Friday, March 1, 2013

Royal Purple


The British press has been in a flap the last couple of weeks in response to a lecture in which Hilary Mantel, the prizewinning author of Wolf Hall and Bringing Up the Bodies, sharpened her authorial scalpel on the new duchess of Cambridge and the late Princess Diana. Was Mantel on to something, or just being mean? Did she attack the royals or the press and society?

I don’t intend to take up any of those questions here. You can decide for yourself by reading Mantel’s “Royal Bodies” online. But Mantel mentions in passing the romance novelist Barbara Cartland, who happens to have been Princess Diana’s step-grandmother. Mantel says that she is “far too snobbish to have read” a Cartland novel, but that she assumes “they are stories in which a wedding takes place and they all live happily ever after. Diana didn’t see the possible twists in the narrative.” “She didn’t know the end of her own story.”

In short, Mantel invokes—perhaps unintentionally, perhaps not—the old canard that romance novels are the equivalent of the distaff that pricks Princess Aurora’s finger and sends her into a hundred-year sleep, and reading a book that concludes with a wedding and a fairy-tale ending forces you to believe that life plays out the same way. My buddy Diana Holquist has already tackled the romance novelist aspect of Mantel’s comments in this post. Today I’m talking about the second part: the readers.

Confession time: I used to read Barbara Cartland novels. I read quite a lot of them, in fact—probably about thirty—when I was in college. I read them with several of my close friends, and we thought they were a complete and total hoot. I lent one to my mother right after her hysterectomy, and I had to take it away from her because she was so busy laughing that she nearly tore out her stitches. I read Georgette Heyer, too, and Emilie Loring, but Cartland was, by far, the ideal study break. You could toss one off in an hour and a half, read the choice passages aloud to the rest of the group, chortle a bit, and get back to work.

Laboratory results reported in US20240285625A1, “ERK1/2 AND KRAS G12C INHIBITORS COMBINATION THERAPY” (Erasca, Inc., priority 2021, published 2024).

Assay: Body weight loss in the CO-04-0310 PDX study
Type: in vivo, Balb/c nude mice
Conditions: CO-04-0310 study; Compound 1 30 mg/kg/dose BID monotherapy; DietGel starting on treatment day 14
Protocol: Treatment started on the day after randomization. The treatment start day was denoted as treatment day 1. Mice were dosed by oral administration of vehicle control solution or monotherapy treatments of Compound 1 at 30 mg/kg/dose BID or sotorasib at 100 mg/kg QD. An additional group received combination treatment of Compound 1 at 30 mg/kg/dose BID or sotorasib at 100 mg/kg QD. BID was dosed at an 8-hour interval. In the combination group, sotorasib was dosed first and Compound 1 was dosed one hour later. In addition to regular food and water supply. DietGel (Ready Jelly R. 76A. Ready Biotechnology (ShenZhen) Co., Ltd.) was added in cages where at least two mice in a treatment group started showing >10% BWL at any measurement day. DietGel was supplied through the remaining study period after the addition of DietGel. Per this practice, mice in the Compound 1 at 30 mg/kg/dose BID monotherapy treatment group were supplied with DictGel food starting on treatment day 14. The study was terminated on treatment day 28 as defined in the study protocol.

Barbara Cartland went on to have a truly spectacular career: she published 723 novels and reportedly left another 160 to her estate. Hence my thirty constitutes such a tiny fraction of the whole that it would be negligible, were it not for one thing. Every Cartland novel has the same plot: beautiful (or potentially beautiful) virgin meets handsome, dashing, relatively young (but always older than she) nobleman and instantly falls in love. Something—usually several somethings—gets in the way, but sooner or later virgin and nobleman declare their love and marry or, if married early in the book, declare and consummate their love. The virgins are always innocent, the noblemen worldly, one or both of them has enough money to support a small country, and anything much beyond a kiss occurs only between a married couple and then behind closed doors.